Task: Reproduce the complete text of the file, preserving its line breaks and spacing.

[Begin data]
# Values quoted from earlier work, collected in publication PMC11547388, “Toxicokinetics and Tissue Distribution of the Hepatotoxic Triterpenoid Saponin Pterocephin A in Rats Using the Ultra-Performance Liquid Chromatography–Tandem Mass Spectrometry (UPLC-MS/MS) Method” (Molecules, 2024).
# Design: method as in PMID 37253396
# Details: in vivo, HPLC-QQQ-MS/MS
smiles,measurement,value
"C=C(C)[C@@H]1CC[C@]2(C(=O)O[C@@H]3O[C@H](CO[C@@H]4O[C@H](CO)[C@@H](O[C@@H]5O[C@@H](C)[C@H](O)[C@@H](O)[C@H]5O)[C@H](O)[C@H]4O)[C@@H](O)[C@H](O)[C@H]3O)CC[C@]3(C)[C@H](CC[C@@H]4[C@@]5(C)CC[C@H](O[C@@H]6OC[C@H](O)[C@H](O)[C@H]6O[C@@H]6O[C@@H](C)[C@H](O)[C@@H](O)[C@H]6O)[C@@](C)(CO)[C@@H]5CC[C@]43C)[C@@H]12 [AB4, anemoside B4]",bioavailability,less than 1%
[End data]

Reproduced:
# Values quoted from earlier work, collected in publication PMC11547388, “Toxicokinetics and Tissue Distribution of the Hepatotoxic Triterpenoid Saponin Pterocephin A in Rats Using the Ultra-Performance Liquid Chromatography–Tandem Mass Spectrometry (UPLC-MS/MS) Method” (Molecules, 2024).
# Design: method as in PMID 37253396
# Details: in vivo, HPLC-QQQ-MS/MS
smiles,measurement,value
"C=C(C)[C@@H]1CC[C@]2(C(=O)O[C@@H]3O[C@H](CO[C@@H]4O[C@H](CO)[C@@H](O[C@@H]5O[C@@H](C)[C@H](O)[C@@H](O)[C@H]5O)[C@H](O)[C@H]4O)[C@@H](O)[C@H](O)[C@H]3O)CC[C@]3(C)[C@H](CC[C@@H]4[C@@]5(C)CC[C@H](O[C@@H]6OC[C@H](O)[C@H](O)[C@H]6O[C@@H]6O[C@@H](C)[C@H](O)[C@@H](O)[C@H]6O)[C@@](C)(CO)[C@@H]5CC[C@]43C)[C@@H]12 [AB4, anemoside B4]",bioavailability,less than 1%